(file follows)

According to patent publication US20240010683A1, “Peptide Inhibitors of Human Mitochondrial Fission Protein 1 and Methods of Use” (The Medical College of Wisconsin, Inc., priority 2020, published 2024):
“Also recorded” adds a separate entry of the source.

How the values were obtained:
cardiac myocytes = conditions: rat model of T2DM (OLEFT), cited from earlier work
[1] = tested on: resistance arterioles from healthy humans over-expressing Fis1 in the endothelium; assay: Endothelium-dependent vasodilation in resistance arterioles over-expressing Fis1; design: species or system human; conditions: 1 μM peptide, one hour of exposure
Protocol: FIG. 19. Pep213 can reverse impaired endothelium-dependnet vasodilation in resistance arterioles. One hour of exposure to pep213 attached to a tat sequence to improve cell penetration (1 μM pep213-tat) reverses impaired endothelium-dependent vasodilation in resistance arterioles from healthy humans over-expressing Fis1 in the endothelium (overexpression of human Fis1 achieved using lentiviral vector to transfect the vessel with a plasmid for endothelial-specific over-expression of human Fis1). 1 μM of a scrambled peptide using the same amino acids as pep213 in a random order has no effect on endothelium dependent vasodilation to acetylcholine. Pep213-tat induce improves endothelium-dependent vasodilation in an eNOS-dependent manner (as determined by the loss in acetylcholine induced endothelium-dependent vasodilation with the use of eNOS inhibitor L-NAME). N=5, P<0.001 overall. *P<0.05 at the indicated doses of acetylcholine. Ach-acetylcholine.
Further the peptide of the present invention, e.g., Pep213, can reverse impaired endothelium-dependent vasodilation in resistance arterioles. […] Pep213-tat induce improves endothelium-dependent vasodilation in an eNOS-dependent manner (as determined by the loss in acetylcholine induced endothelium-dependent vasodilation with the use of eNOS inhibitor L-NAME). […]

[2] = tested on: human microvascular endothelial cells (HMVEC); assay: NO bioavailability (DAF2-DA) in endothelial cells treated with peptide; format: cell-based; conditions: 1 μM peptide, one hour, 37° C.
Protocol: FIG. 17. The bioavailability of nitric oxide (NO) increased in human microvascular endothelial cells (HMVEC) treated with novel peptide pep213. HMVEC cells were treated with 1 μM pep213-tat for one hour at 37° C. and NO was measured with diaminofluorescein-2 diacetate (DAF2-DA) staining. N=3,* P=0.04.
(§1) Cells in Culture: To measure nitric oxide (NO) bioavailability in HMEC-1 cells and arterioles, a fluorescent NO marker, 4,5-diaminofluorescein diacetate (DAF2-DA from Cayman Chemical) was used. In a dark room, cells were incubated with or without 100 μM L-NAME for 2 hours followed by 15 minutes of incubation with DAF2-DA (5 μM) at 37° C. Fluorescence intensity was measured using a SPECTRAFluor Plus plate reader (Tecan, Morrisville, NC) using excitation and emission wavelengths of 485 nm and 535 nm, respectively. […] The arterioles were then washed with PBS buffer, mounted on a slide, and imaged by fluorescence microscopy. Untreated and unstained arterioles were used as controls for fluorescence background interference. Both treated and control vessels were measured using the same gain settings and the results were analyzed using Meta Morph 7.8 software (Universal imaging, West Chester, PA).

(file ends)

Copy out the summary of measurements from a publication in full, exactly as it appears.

According to patent publication US20240010683A1, “Peptide Inhibitors of Human Mitochondrial Fission Protein 1 and Methods of Use” (The Medical College of Wisconsin, Inc., priority 2020, published 2024):
“Also recorded” adds a separate entry of the source.

How the values were obtained:
cardiac myocytes = conditions: rat model of T2DM (OLEFT), cited from earlier work
[1] = tested on: resistance arterioles from healthy humans over-expressing Fis1 in the endothelium; assay: Endothelium-dependent vasodilation in resistance arterioles over-expressing Fis1; design: species or system human; conditions: 1 μM peptide, one hour of exposure
Protocol: FIG. 19. Pep213 can reverse impaired endothelium-dependnet vasodilation in resistance arterioles. One hour of exposure to pep213 attached to a tat sequence to improve cell penetration (1 μM pep213-tat) reverses impaired endothelium-dependent vasodilation in resistance arterioles from healthy humans over-expressing Fis1 in the endothelium (overexpression of human Fis1 achieved using lentiviral vector to transfect the vessel with a plasmid for endothelial-specific over-expression of human Fis1). 1 μM of a scrambled peptide using the same amino acids as pep213 in a random order has no effect on endothelium dependent vasodilation to acetylcholine. Pep213-tat induce improves endothelium-dependent vasodilation in an eNOS-dependent manner (as determined by the loss in acetylcholine induced endothelium-dependent vasodilation with the use of eNOS inhibitor L-NAME). N=5, P<0.001 overall. *P<0.05 at the indicated doses of acetylcholine. Ach-acetylcholine.
Further the peptide of the present invention, e.g., Pep213, can reverse impaired endothelium-dependent vasodilation in resistance arterioles. […] Pep213-tat induce improves endothelium-dependent vasodilation in an eNOS-dependent manner (as determined by the loss in acetylcholine induced endothelium-dependent vasodilation with the use of eNOS inhibitor L-NAME). […]

[2] = tested on: human microvascular endothelial cells (HMVEC); assay: NO bioavailability (DAF2-DA) in endothelial cells treated with peptide; format: cell-based; conditions: 1 μM peptide, one hour, 37° C.
Protocol: FIG. 17. The bioavailability of nitric oxide (NO) increased in human microvascular endothelial cells (HMVEC) treated with novel peptide pep213. HMVEC cells were treated with 1 μM pep213-tat for one hour at 37° C. and NO was measured with diaminofluorescein-2 diacetate (DAF2-DA) staining. N=3,* P=0.04.
(§1) Cells in Culture: To measure nitric oxide (NO) bioavailability in HMEC-1 cells and arterioles, a fluorescent NO marker, 4,5-diaminofluorescein diacetate (DAF2-DA from Cayman Chemical) was used. In a dark room, cells were incubated with or without 100 μM L-NAME for 2 hours followed by 15 minutes of incubation with DAF2-DA (5 μM) at 37° C. Fluorescence intensity was measured using a SPECTRAFluor Plus plate reader (Tecan, Morrisville, NC) using excitation and emission wavelengths of 485 nm and 535 nm, respectively. […] The arterioles were then washed with PBS buffer, mounted on a slide, and imaged by fluorescence microscopy. Untreated and unstained arterioles were used as controls for fluorescence background interference. Both treated and control vessels were measured using the same gain settings and the results were analyzed using Meta Morph 7.8 software (Universal imaging, West Chester, PA).